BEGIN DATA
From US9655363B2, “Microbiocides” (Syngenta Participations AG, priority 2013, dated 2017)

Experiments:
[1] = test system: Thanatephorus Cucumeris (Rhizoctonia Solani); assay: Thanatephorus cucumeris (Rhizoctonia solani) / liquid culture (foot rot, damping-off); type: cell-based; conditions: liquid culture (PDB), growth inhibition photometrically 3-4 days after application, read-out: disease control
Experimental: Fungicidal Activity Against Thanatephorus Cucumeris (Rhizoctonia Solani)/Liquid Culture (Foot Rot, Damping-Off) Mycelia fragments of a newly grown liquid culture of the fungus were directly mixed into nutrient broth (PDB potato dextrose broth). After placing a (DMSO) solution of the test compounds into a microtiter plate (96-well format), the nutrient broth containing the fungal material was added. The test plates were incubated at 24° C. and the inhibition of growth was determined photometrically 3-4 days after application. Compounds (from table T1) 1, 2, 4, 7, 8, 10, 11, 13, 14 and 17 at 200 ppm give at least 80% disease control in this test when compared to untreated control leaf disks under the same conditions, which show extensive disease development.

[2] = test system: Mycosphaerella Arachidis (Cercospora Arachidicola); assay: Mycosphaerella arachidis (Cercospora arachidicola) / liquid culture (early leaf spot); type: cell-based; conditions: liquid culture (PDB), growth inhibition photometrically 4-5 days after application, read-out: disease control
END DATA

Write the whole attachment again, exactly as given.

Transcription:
From US9655363B2, “Microbiocides” (Syngenta Participations AG, priority 2013, dated 2017)

Experiments:
[1] = test system: Thanatephorus Cucumeris (Rhizoctonia Solani); assay: Thanatephorus cucumeris (Rhizoctonia solani) / liquid culture (foot rot, damping-off); type: cell-based; conditions: liquid culture (PDB), growth inhibition photometrically 3-4 days after application, read-out: disease control
Experimental: Fungicidal Activity Against Thanatephorus Cucumeris (Rhizoctonia Solani)/Liquid Culture (Foot Rot, Damping-Off) Mycelia fragments of a newly grown liquid culture of the fungus were directly mixed into nutrient broth (PDB potato dextrose broth). After placing a (DMSO) solution of the test compounds into a microtiter plate (96-well format), the nutrient broth containing the fungal material was added. The test plates were incubated at 24° C. and the inhibition of growth was determined photometrically 3-4 days after application. Compounds (from table T1) 1, 2, 4, 7, 8, 10, 11, 13, 14 and 17 at 200 ppm give at least 80% disease control in this test when compared to untreated control leaf disks under the same conditions, which show extensive disease development.

[2] = test system: Mycosphaerella Arachidis (Cercospora Arachidicola); assay: Mycosphaerella arachidis (Cercospora arachidicola) / liquid culture (early leaf spot); type: cell-based; conditions: liquid culture (PDB), growth inhibition photometrically 4-5 days after application, read-out: disease control